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Thursday, 14 May 1936

Senator ARKINS (New South Wales) . - I agree with the Acting Attorney-General (Senator Brennan). Indeed, one of the first votes which I recorded in this chamber was against the growing practice of government by regulation. As such regulations were of a retrospective character, I recorded, by my vote, my opposition to this tendency in modern government ; but, while praising the work of the members of the Regulations and Ordinances Committee, I suggest that they have arrogated to themselves another form of authority; they are setting themselves up as a high judicial authority, and constituting them selves, as it were, a second high court of the Commonwealth, passing opinion on various laws. The committee includes, so it is said, three lawyers, one of whom apparently admits that he is only a bush lawyer; the other two, I admit, are fully qualified barristers.

Judging by the eulogies uttered this evening, the members of the standing committee are men of the highest possible qualifications, who have made a wholehearted study of the subject of government by regulation. They have devoted hours of time and thought to that matter. I grant that they have rendered very valuable service. I agree that the growth of government by regulation is undesirable; but it is not for the committee 'to take a whole set of regulations now in existence, and point out to the community that, if their validity were contested in the High Court, they would be held to be null and void. It would be of some advantage, however, if the committee could show a way in which each member of the Senate could be given due notice of the intention to table regulations, with a view to having them withdrawn if they are regarded as wrong in principle. I do not claim to be qualified to express an opinion on all matters of this kind, nor am I prepared to accept the judgment of seven members of this Senate, two of whom are barristers. After all, the regulations are drafted by the high legal authorities in the AttorneyGeneral's Department whose qualifications to judge the form and validity of regulations are possibly higher than those of the committee. The Acting AttorneyGeneral has made a most generous gesture by moving, as an amendment, that the report of the committee shall be received and passed on to the Government for its consideration. To ask more would be unwise.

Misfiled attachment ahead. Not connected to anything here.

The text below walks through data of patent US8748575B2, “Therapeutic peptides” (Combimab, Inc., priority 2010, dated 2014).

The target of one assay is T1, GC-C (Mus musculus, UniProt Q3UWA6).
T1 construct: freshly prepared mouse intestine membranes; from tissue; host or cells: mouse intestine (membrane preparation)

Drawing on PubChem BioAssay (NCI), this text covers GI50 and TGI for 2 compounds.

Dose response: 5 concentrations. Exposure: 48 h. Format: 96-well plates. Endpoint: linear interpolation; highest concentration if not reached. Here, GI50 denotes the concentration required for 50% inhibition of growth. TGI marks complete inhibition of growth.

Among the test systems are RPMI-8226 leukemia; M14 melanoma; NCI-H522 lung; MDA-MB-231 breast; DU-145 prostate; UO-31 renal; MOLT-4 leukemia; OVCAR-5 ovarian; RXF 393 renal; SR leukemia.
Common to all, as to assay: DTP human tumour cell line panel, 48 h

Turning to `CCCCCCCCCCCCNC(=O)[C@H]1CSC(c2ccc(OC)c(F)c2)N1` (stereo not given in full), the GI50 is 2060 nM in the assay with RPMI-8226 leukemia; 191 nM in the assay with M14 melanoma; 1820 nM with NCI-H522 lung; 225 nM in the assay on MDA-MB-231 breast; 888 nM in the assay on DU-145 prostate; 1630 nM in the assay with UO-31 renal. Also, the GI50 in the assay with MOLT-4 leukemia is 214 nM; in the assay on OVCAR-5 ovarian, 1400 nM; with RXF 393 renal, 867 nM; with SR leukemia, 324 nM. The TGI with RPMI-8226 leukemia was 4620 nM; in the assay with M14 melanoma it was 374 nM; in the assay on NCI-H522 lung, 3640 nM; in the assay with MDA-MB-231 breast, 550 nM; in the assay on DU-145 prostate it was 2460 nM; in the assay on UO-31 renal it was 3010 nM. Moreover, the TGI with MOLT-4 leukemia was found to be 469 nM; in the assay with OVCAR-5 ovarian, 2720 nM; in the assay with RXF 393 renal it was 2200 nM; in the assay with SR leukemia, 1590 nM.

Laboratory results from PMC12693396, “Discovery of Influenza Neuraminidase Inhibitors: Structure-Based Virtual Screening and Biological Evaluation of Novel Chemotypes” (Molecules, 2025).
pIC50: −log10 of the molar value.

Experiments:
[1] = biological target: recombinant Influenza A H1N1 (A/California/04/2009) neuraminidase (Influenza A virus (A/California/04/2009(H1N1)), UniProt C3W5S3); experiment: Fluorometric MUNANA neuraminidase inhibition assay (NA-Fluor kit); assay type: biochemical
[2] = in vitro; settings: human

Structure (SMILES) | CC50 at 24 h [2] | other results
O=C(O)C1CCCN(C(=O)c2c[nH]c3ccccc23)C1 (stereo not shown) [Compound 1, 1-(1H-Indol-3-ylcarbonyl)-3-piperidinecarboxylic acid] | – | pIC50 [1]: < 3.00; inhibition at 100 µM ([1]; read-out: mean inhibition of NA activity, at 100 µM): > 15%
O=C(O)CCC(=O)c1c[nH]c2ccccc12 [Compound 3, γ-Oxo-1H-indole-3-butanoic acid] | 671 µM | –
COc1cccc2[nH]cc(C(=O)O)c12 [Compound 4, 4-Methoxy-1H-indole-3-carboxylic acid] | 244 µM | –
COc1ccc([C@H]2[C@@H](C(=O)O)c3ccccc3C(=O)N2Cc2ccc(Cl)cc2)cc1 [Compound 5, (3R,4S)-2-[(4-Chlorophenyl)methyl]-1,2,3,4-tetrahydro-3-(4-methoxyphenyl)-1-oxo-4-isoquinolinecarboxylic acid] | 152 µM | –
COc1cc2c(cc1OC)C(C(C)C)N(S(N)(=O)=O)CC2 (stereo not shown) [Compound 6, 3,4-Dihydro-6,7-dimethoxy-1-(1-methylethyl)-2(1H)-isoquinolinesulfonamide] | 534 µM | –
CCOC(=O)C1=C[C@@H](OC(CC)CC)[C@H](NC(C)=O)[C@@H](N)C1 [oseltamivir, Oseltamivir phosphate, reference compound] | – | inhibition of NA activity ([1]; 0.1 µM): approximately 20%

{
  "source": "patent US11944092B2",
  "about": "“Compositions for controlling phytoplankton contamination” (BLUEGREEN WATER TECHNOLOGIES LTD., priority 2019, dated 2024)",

Even the two barristers on the committee will agree, I should think, that, although I am a layman, I have shown good judgment in saying that it is not for them to set themselves up as legal authorities. Members of the committee have the right to express their opinions, but not to set themselves up as a body that has powers greater than those of the Senate. The committee, in my opinion, has shown a lack of good judgment, whereas the Acting Attorney-General, who has a keen legal sense, has displayed a great deal of commonsense and fine courtesy. Senator J. V. MacDonald remarked that to " receive " a report was to take no action upon it; but that is, at least, a pleasant way of dealing with it. The Acting Attorney-General has put salve on the wound, because he desires that the report should be not only " received,-"' but also " commended to the Government for its consideration ". I support hi.3 amendment. At the same time, I object to government by regulation and desire to prevent the growth of the practice.

Senator Abbott - The honorable senator who has just resumed his seat accused me of being a barrister. I plead not guilty to the charge, particularly as I heard Senator Brown remark yesterday that he knew barristers who were congenital idiots.

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